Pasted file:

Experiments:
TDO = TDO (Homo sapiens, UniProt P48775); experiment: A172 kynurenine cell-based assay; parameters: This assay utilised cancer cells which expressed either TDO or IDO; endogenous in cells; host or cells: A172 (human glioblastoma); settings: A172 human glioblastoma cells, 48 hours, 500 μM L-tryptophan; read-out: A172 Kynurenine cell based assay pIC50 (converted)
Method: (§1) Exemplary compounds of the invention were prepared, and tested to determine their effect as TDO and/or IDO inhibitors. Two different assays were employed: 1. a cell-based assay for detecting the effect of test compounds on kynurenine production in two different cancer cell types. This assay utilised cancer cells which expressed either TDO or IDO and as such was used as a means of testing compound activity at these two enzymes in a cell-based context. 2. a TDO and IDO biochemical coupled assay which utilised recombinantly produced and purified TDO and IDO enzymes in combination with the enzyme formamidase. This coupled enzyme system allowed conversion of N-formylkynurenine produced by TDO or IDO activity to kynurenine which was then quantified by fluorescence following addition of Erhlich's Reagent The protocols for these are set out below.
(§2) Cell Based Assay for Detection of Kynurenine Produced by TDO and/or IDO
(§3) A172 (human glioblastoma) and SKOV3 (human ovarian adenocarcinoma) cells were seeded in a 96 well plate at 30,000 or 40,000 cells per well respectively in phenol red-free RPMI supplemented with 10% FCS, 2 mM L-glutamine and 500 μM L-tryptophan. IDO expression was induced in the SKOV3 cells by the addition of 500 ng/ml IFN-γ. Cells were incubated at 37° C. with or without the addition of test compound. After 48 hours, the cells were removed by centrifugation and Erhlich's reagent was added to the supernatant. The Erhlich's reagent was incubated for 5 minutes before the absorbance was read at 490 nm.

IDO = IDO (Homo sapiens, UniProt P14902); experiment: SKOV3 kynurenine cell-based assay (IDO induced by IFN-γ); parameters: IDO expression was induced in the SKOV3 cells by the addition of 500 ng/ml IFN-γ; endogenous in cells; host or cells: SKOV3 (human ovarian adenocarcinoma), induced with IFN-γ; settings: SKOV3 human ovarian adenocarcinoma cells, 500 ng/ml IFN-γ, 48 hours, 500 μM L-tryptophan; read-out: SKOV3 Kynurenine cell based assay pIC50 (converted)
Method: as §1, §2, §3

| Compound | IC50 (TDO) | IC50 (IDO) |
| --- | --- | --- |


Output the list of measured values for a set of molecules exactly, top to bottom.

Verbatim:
Experiments:
TDO = TDO (Homo sapiens, UniProt P48775); experiment: A172 kynurenine cell-based assay; parameters: This assay utilised cancer cells which expressed either TDO or IDO; endogenous in cells; host or cells: A172 (human glioblastoma); settings: A172 human glioblastoma cells, 48 hours, 500 μM L-tryptophan; read-out: A172 Kynurenine cell based assay pIC50 (converted)
Method: (§1) Exemplary compounds of the invention were prepared, and tested to determine their effect as TDO and/or IDO inhibitors. Two different assays were employed: 1. a cell-based assay for detecting the effect of test compounds on kynurenine production in two different cancer cell types. This assay utilised cancer cells which expressed either TDO or IDO and as such was used as a means of testing compound activity at these two enzymes in a cell-based context. 2. a TDO and IDO biochemical coupled assay which utilised recombinantly produced and purified TDO and IDO enzymes in combination with the enzyme formamidase. This coupled enzyme system allowed conversion of N-formylkynurenine produced by TDO or IDO activity to kynurenine which was then quantified by fluorescence following addition of Erhlich's Reagent The protocols for these are set out below.
(§2) Cell Based Assay for Detection of Kynurenine Produced by TDO and/or IDO
(§3) A172 (human glioblastoma) and SKOV3 (human ovarian adenocarcinoma) cells were seeded in a 96 well plate at 30,000 or 40,000 cells per well respectively in phenol red-free RPMI supplemented with 10% FCS, 2 mM L-glutamine and 500 μM L-tryptophan. IDO expression was induced in the SKOV3 cells by the addition of 500 ng/ml IFN-γ. Cells were incubated at 37° C. with or without the addition of test compound. After 48 hours, the cells were removed by centrifugation and Erhlich's reagent was added to the supernatant. The Erhlich's reagent was incubated for 5 minutes before the absorbance was read at 490 nm.

IDO = IDO (Homo sapiens, UniProt P14902); experiment: SKOV3 kynurenine cell-based assay (IDO induced by IFN-γ); parameters: IDO expression was induced in the SKOV3 cells by the addition of 500 ng/ml IFN-γ; endogenous in cells; host or cells: SKOV3 (human ovarian adenocarcinoma), induced with IFN-γ; settings: SKOV3 human ovarian adenocarcinoma cells, 500 ng/ml IFN-γ, 48 hours, 500 μM L-tryptophan; read-out: SKOV3 Kynurenine cell based assay pIC50 (converted)
Method: as §1, §2, §3

| Compound | IC50 (TDO) | IC50 (IDO) |
| --- | --- | --- |